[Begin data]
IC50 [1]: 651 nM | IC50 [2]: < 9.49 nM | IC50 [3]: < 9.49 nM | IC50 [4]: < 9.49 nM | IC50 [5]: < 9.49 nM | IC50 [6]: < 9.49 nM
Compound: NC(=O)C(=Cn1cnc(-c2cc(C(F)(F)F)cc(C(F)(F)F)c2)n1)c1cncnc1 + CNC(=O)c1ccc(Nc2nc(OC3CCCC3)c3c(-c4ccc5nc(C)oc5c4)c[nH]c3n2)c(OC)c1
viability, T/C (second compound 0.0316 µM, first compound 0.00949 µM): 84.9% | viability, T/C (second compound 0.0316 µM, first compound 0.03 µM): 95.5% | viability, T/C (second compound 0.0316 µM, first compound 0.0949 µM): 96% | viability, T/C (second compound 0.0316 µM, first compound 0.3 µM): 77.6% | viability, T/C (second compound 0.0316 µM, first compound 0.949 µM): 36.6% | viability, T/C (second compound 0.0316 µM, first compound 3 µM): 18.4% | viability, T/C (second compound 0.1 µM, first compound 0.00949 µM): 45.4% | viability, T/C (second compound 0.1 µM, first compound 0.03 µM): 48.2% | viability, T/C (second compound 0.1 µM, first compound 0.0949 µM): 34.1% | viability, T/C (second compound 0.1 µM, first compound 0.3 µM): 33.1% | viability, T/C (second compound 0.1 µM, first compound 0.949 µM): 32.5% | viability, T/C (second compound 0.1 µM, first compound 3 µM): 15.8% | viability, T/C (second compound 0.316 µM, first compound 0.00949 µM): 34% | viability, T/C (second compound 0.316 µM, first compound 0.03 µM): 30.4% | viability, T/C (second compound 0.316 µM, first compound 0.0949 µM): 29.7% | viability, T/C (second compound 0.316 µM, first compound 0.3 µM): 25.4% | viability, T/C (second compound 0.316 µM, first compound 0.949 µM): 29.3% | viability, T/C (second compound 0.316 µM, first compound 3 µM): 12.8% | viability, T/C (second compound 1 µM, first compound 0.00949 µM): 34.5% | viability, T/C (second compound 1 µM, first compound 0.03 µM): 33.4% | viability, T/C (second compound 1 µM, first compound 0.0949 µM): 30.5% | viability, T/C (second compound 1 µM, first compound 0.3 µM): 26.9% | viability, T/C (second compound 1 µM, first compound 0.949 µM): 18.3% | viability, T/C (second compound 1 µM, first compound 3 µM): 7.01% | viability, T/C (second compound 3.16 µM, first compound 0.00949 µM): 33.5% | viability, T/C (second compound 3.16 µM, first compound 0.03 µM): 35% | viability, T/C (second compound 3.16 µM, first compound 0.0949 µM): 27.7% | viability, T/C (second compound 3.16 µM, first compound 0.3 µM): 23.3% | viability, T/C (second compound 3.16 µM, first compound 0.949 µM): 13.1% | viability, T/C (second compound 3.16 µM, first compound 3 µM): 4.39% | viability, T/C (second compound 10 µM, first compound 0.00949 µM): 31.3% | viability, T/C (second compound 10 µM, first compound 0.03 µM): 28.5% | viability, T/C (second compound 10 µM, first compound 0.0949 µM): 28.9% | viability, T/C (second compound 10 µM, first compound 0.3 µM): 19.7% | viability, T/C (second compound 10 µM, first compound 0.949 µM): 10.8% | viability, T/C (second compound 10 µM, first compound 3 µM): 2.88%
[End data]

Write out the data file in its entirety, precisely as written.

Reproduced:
IC50 [1]: 651 nM | IC50 [2]: < 9.49 nM | IC50 [3]: < 9.49 nM | IC50 [4]: < 9.49 nM | IC50 [5]: < 9.49 nM | IC50 [6]: < 9.49 nM
Compound: NC(=O)C(=Cn1cnc(-c2cc(C(F)(F)F)cc(C(F)(F)F)c2)n1)c1cncnc1 + CNC(=O)c1ccc(Nc2nc(OC3CCCC3)c3c(-c4ccc5nc(C)oc5c4)c[nH]c3n2)c(OC)c1
viability, T/C (second compound 0.0316 µM, first compound 0.00949 µM): 84.9% | viability, T/C (second compound 0.0316 µM, first compound 0.03 µM): 95.5% | viability, T/C (second compound 0.0316 µM, first compound 0.0949 µM): 96% | viability, T/C (second compound 0.0316 µM, first compound 0.3 µM): 77.6% | viability, T/C (second compound 0.0316 µM, first compound 0.949 µM): 36.6% | viability, T/C (second compound 0.0316 µM, first compound 3 µM): 18.4% | viability, T/C (second compound 0.1 µM, first compound 0.00949 µM): 45.4% | viability, T/C (second compound 0.1 µM, first compound 0.03 µM): 48.2% | viability, T/C (second compound 0.1 µM, first compound 0.0949 µM): 34.1% | viability, T/C (second compound 0.1 µM, first compound 0.3 µM): 33.1% | viability, T/C (second compound 0.1 µM, first compound 0.949 µM): 32.5% | viability, T/C (second compound 0.1 µM, first compound 3 µM): 15.8% | viability, T/C (second compound 0.316 µM, first compound 0.00949 µM): 34% | viability, T/C (second compound 0.316 µM, first compound 0.03 µM): 30.4% | viability, T/C (second compound 0.316 µM, first compound 0.0949 µM): 29.7% | viability, T/C (second compound 0.316 µM, first compound 0.3 µM): 25.4% | viability, T/C (second compound 0.316 µM, first compound 0.949 µM): 29.3% | viability, T/C (second compound 0.316 µM, first compound 3 µM): 12.8% | viability, T/C (second compound 1 µM, first compound 0.00949 µM): 34.5% | viability, T/C (second compound 1 µM, first compound 0.03 µM): 33.4% | viability, T/C (second compound 1 µM, first compound 0.0949 µM): 30.5% | viability, T/C (second compound 1 µM, first compound 0.3 µM): 26.9% | viability, T/C (second compound 1 µM, first compound 0.949 µM): 18.3% | viability, T/C (second compound 1 µM, first compound 3 µM): 7.01% | viability, T/C (second compound 3.16 µM, first compound 0.00949 µM): 33.5% | viability, T/C (second compound 3.16 µM, first compound 0.03 µM): 35% | viability, T/C (second compound 3.16 µM, first compound 0.0949 µM): 27.7% | viability, T/C (second compound 3.16 µM, first compound 0.3 µM): 23.3% | viability, T/C (second compound 3.16 µM, first compound 0.949 µM): 13.1% | viability, T/C (second compound 3.16 µM, first compound 3 µM): 4.39% | viability, T/C (second compound 10 µM, first compound 0.00949 µM): 31.3% | viability, T/C (second compound 10 µM, first compound 0.03 µM): 28.5% | viability, T/C (second compound 10 µM, first compound 0.0949 µM): 28.9% | viability, T/C (second compound 10 µM, first compound 0.3 µM): 19.7% | viability, T/C (second compound 10 µM, first compound 0.949 µM): 10.8% | viability, T/C (second compound 10 µM, first compound 3 µM): 2.88%